Review: For X50 money, the 2022 GAC GS3 certainly asks a lot from Malaysians, but can it justify?

Sanjay · Sep 18, 2022 09:00 AM

Review: For X50 money, the 2022 GAC GS3 certainly asks a lot from Malaysians, but can it justify? 01

Not too many cars these days are truly bottom barrel, in spite of whatever netizens clack away on their keyboards daily. We've come a long way from cars just purely built to transport – you know those types – but does the 2022 GAC GS3 belong in that category?

     

Overview: GAC GS3 Premium
Price RM 105,800 (OTR with SST, variant as tested)
Segment B-segment SUV
Engine 1.5-litre NA 4-cyl
Transmission 6-speed AT
Power 114 PS @ 6,000 rpm
Torque 150 Nm @ 4,500 rpm
Origin CBU, China

A Chery nor Geely this isn't, we'll say as much. Perhaps it does have something good behind its non-threatening face, but it takes some digging...

Exterior: Plain jane automobile

Review: For X50 money, the 2022 GAC GS3 certainly asks a lot from Malaysians, but can it justify? 01

If there's a visual representation of the expression "ok lo..." then this GS3 is the dictionary definition. Not the most stunningest thing around, but neither is it a slop of unheated leftover porridge either. It's just...alright.

Review: For X50 money, the 2022 GAC GS3 certainly asks a lot from Malaysians, but can it justify? 02

Review: For X50 money, the 2022 GAC GS3 certainly asks a lot from Malaysians, but can it justify? 03

Review: For X50 money, the 2022 GAC GS3 certainly asks a lot from Malaysians, but can it justify? 04

Again, not necessarily a bad thing because it'll have its fans who like thier understated designs. Choice touches – a neat red line on the grille, small trapezoidal metal badges by the side, and distinctive LED lights – all help to liven the simple looks a bit.

Also read: Priced from RM 88k, GAC GS3 is here to challenge the Proton X50, comes with Apple CarPlay

Review: For X50 money, the 2022 GAC GS3 certainly asks a lot from Malaysians, but can it justify? 05

Review: For X50 money, the 2022 GAC GS3 certainly asks a lot from Malaysians, but can it justify? 06

China-market GS3 looks upmarket-er

Review: For X50 money, the 2022 GAC GS3 certainly asks a lot from Malaysians, but can it justify? 07

GAC GS3 as sold in Malaysia. Different headlights and wheels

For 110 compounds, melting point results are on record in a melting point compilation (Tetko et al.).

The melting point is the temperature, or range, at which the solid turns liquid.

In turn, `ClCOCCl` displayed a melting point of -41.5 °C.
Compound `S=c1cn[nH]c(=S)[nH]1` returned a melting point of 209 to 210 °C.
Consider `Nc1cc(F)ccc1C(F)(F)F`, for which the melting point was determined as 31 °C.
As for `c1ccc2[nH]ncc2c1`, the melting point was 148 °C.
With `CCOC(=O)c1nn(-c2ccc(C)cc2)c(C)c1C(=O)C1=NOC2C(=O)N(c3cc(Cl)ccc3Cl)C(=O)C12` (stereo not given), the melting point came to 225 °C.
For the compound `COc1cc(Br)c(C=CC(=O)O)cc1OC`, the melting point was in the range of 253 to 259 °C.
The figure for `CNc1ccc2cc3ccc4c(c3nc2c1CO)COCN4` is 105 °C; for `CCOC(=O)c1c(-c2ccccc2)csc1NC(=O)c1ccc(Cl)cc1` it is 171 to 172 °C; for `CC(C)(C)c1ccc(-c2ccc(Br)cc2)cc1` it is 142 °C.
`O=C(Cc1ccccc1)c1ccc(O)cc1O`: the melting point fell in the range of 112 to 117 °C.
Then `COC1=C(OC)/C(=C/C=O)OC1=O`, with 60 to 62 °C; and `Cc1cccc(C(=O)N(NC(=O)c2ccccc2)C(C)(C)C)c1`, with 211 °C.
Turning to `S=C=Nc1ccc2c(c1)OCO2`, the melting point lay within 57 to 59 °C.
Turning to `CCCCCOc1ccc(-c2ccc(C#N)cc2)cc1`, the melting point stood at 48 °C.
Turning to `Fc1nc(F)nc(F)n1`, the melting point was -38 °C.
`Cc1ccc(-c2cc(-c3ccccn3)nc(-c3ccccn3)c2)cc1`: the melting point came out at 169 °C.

Ours come facelifted; but we lose the nicer wheels available on its Chinese-market counterpart, and no LED headlights either. Just plain ol' halogens, not too big of an issue as the warmer colours do help with penetration in rainy/foggy weather, even if it looks a little old school.

Interior: Simple, but tough to understand

Review: For X50 money, the 2022 GAC GS3 certainly asks a lot from Malaysians, but can it justify? 08

Oh dear, we're not sure how or why this has happened but despite the new exterior, our GS3's cabin oddly belongs to the old pre-facelift model.

Review: For X50 money, the 2022 GAC GS3 certainly asks a lot from Malaysians, but can it justify? 09

China-market GS3's interior. Notice the digital bits and air-cond vents

Review: For X50 money, the 2022 GAC GS3 certainly asks a lot from Malaysians, but can it justify? 10

Our GS3's interior isn't the most attractive

Yes, it's hard to believe, and it took us a few rounds of reading up on Chinese websites too. But it's true, ours – in all its analogue dials and vertical air-cond slats splendour – are entirely dissimilar from the much, much more modern interior of the properly new GS3.

Also read: X50 or Ativa waiting period too long? Here are 16 photos of the GAC GS3 to change your min

Review: For X50 money, the 2022 GAC GS3 certainly asks a lot from Malaysians, but can it justify? 11

Plenty of leather

Review: For X50 money, the 2022 GAC GS3 certainly asks a lot from Malaysians, but can it justify? 12

Orange stripes break up the monotony

Quality though is better than aesthetics suggest, with numerous soft padding and leather touchpoints. Where there's hard plastic, they aren't the soft cheapo scratchy kinds. First impressions could be worse...

Review: For X50 money, the 2022 GAC GS3 certainly asks a lot from Malaysians, but can it justify? 13

Review: For X50 money, the 2022 GAC GS3 certainly asks a lot from Malaysians, but can it justify? 14

Logical button placements and a nice sunroof further sweeten the deal of the cabin, but get to actually using the digital bits and the relative lack of effort taken in polishing it muddies the lengths they've taken to make the rest of the car.

Review: For X50 money, the 2022 GAC GS3 certainly asks a lot from Malaysians, but can it justify? 15

...what?

You see, this is GAC's first-ever right-hand drive (RHD) model with supposedly over 130 changes made to it, but those obviously didn't include language.

Review: For X50 money, the 2022 GAC GS3 certainly asks a lot from Malaysians, but can it justify? 16